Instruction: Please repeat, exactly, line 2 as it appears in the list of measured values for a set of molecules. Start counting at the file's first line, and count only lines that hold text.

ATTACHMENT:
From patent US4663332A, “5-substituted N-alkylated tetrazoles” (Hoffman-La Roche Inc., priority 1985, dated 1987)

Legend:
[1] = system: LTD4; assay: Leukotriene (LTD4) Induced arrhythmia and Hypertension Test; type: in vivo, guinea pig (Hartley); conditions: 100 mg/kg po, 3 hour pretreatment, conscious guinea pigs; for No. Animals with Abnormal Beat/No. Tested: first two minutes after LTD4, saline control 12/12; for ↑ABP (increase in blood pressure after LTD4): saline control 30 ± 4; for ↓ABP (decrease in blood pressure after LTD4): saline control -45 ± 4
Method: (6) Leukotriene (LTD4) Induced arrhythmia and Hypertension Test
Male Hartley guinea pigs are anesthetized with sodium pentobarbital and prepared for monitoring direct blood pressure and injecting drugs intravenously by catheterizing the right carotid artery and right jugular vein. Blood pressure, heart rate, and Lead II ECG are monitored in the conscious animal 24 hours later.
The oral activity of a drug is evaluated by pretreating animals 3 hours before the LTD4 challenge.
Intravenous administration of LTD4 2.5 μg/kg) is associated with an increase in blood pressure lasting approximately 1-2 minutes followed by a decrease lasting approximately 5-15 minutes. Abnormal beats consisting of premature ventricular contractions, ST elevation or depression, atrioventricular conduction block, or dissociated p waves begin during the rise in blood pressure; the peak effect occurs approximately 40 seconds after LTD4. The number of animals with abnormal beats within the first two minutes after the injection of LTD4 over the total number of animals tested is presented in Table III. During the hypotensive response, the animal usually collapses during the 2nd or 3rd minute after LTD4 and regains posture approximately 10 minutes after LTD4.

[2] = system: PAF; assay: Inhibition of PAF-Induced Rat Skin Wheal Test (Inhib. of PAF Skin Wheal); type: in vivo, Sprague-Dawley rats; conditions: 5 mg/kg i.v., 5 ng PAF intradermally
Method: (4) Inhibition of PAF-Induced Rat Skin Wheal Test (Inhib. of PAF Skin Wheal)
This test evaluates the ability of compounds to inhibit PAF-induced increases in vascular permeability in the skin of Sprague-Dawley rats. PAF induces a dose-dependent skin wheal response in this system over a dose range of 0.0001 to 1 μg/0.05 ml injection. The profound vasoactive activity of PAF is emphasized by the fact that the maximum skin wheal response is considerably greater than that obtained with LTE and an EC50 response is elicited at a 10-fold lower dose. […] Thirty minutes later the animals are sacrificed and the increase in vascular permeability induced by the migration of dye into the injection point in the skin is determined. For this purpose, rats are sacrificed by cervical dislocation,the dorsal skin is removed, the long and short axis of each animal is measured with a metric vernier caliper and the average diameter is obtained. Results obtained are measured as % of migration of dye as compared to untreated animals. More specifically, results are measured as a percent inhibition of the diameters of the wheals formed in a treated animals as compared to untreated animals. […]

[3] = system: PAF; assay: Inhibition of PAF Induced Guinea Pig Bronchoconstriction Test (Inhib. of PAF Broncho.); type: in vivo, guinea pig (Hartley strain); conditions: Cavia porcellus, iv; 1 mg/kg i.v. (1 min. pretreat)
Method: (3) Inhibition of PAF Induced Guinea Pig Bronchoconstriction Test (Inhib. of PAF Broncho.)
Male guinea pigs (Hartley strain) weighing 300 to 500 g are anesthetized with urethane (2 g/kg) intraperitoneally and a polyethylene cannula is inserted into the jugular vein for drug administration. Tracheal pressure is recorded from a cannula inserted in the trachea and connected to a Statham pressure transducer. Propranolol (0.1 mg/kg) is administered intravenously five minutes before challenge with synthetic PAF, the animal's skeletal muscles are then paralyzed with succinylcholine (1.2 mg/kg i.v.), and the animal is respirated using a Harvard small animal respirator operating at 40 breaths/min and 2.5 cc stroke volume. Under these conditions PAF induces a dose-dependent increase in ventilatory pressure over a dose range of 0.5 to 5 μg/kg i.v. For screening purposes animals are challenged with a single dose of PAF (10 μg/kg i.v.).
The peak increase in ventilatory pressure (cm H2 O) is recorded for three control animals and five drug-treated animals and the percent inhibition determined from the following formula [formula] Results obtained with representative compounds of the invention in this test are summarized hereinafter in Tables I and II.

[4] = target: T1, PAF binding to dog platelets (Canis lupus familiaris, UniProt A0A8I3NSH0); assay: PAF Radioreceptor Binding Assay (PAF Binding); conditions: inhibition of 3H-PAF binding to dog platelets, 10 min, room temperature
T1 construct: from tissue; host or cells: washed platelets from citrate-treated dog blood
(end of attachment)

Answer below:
Legend: